- Generally, submit a single valid temporary Labor certification from the U.S. Department of Labor with the H-2A petition. (A limited exception to this requirement exists in certain “emergent circumstances.” See e.g., 8 CFR 214.2(h)(5)(x) for specific details.)
H-2A PROGRAM PROCESS
- Step 1: Petitioner submits a temporary labor certification application to the U.S. Department of Labor (DOL). Before requesting H-2A classification from USCIS, the petitioner must apply for and receive a temporary labor certification for H-2A workers from DOL. For further information regarding the temporary labor certification requirements and process.
- Step 2: Petitioner submits Form I-129 to USCIS. After receiving a temporary labor certification for H-2A employment from DOL, the petitioner must file Form I-129 with USCIS. With limited exceptions, the petitioner must submit the original temporary labor certification as initial evidence with Form I-129. (See the instructions to Form I-129 for additional filing requirements.)
- Step 3: Prospective workers outside the United States apply for the visa and/or admission. After USCIS approves Form I-129, prospective H-2A workers who are outside the United States must:
- Apply for an H-2A visa with the U.S. Department of State (DOS) at a U.S. Embassy or Consulate abroad and then seek admission to the United States with U.S. Customs and Border Protection (CBP) at a U.S. port of entry; or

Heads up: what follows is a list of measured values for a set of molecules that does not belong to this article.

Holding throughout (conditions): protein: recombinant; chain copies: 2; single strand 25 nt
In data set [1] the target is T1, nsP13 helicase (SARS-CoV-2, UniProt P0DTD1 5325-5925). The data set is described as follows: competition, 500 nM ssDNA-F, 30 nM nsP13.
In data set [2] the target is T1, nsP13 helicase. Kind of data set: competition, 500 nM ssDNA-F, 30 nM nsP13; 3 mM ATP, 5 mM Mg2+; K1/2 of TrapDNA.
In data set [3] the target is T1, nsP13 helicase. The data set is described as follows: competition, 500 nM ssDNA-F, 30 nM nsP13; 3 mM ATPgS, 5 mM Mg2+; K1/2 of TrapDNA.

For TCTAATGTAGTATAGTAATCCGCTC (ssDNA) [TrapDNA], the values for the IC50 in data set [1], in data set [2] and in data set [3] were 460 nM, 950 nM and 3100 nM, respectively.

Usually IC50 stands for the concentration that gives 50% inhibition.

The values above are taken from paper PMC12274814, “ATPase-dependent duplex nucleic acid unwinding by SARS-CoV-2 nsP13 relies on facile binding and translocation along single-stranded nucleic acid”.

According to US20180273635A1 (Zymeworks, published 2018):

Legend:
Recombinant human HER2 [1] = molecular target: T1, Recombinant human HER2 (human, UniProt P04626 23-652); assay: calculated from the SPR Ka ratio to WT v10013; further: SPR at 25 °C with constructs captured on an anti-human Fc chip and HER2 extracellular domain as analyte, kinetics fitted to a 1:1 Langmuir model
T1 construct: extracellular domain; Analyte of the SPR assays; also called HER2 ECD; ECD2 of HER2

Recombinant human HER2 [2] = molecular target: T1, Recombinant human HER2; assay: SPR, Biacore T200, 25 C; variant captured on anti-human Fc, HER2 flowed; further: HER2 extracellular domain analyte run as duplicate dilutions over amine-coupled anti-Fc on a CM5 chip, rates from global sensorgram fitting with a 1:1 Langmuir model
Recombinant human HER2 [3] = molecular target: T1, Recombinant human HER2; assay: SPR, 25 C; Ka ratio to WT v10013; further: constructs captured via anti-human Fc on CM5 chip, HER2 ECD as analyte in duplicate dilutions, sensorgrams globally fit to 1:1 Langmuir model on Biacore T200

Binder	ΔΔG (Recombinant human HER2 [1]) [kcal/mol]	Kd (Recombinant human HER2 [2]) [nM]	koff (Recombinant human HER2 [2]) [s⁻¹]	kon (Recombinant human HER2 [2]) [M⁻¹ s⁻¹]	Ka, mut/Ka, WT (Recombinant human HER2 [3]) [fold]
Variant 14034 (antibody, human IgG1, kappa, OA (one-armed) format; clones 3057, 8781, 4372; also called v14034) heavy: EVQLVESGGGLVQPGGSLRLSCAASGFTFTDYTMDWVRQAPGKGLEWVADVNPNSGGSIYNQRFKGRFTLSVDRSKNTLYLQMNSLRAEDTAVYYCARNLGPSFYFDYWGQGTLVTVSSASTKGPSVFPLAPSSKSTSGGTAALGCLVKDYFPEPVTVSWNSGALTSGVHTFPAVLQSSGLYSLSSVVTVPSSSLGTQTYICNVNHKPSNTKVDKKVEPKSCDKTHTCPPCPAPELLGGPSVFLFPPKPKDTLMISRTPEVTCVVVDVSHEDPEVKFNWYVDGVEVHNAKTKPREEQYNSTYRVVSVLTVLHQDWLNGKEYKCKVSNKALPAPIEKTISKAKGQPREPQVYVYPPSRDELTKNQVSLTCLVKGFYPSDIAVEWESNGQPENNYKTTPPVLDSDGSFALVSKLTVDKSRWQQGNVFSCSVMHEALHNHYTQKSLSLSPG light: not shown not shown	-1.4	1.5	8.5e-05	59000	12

- Directly seek admission to the United States in H-2A classification with CBP at a U.S. port of entry, if a worker does not require a visa in cases where an H-2A visa is not required.
H2A Visa Requirements
- Criteria for Determining Employer’s Eligibility
The following general categories of individuals or organizations may import foreign workers under the H2A visa:
- n agricultural employer who anticipates a shortage of U.S. workers needed to perform agricultural Labor or services of a temporary or seasonal nature
- The employer may be an individual proprietorship, a partnership or a corporation. An association of agricultural producers may file as a sole employer, a joint employer with its members, or as an agent of its members
- An authorized agent, whether an individual (e.g., an attorney) or an entity (e.g., an association), may file an application on behalf of an employer. Associations may file master applications on behalf of their members